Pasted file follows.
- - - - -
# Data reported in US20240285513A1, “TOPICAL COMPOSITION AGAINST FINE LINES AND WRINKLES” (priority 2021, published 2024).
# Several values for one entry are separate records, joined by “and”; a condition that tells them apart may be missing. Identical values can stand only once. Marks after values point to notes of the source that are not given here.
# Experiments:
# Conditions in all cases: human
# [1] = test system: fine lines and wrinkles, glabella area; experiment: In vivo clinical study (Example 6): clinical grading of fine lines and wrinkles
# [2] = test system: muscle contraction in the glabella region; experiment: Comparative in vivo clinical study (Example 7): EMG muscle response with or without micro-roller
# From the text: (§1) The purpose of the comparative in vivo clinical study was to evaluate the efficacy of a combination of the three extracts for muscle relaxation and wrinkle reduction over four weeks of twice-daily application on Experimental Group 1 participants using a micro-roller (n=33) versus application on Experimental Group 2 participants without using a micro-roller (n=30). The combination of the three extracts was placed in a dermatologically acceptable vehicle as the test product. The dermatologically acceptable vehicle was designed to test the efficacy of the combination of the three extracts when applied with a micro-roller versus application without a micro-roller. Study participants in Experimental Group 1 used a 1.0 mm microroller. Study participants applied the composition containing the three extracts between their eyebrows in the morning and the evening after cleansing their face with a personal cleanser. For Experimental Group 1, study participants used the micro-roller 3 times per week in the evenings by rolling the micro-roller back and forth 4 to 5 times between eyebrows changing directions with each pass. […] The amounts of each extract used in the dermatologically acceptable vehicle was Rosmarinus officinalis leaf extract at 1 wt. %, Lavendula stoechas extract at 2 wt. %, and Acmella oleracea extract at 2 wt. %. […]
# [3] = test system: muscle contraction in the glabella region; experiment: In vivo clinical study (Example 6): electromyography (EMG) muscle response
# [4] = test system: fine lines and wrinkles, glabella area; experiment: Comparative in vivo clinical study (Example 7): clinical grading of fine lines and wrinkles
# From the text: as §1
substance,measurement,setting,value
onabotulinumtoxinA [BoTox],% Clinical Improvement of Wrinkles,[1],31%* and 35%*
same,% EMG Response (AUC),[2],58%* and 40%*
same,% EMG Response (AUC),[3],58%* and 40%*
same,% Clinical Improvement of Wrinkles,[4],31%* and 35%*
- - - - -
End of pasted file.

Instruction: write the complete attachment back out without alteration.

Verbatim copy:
# Data reported in US20240285513A1, “TOPICAL COMPOSITION AGAINST FINE LINES AND WRINKLES” (priority 2021, published 2024).
# Several values for one entry are separate records, joined by “and”; a condition that tells them apart may be missing. Identical values can stand only once. Marks after values point to notes of the source that are not given here.
# Experiments:
# Conditions in all cases: human
# [1] = test system: fine lines and wrinkles, glabella area; experiment: In vivo clinical study (Example 6): clinical grading of fine lines and wrinkles
# [2] = test system: muscle contraction in the glabella region; experiment: Comparative in vivo clinical study (Example 7): EMG muscle response with or without micro-roller
# From the text: (§1) The purpose of the comparative in vivo clinical study was to evaluate the efficacy of a combination of the three extracts for muscle relaxation and wrinkle reduction over four weeks of twice-daily application on Experimental Group 1 participants using a micro-roller (n=33) versus application on Experimental Group 2 participants without using a micro-roller (n=30). The combination of the three extracts was placed in a dermatologically acceptable vehicle as the test product. The dermatologically acceptable vehicle was designed to test the efficacy of the combination of the three extracts when applied with a micro-roller versus application without a micro-roller. Study participants in Experimental Group 1 used a 1.0 mm microroller. Study participants applied the composition containing the three extracts between their eyebrows in the morning and the evening after cleansing their face with a personal cleanser. For Experimental Group 1, study participants used the micro-roller 3 times per week in the evenings by rolling the micro-roller back and forth 4 to 5 times between eyebrows changing directions with each pass. […] The amounts of each extract used in the dermatologically acceptable vehicle was Rosmarinus officinalis leaf extract at 1 wt. %, Lavendula stoechas extract at 2 wt. %, and Acmella oleracea extract at 2 wt. %. […]
# [3] = test system: muscle contraction in the glabella region; experiment: In vivo clinical study (Example 6): electromyography (EMG) muscle response
# [4] = test system: fine lines and wrinkles, glabella area; experiment: Comparative in vivo clinical study (Example 7): clinical grading of fine lines and wrinkles
# From the text: as §1
substance,measurement,setting,value
onabotulinumtoxinA [BoTox],% Clinical Improvement of Wrinkles,[1],31%* and 35%*
same,% EMG Response (AUC),[2],58%* and 40%*
same,% EMG Response (AUC),[3],58%* and 40%*
same,% Clinical Improvement of Wrinkles,[4],31%* and 35%*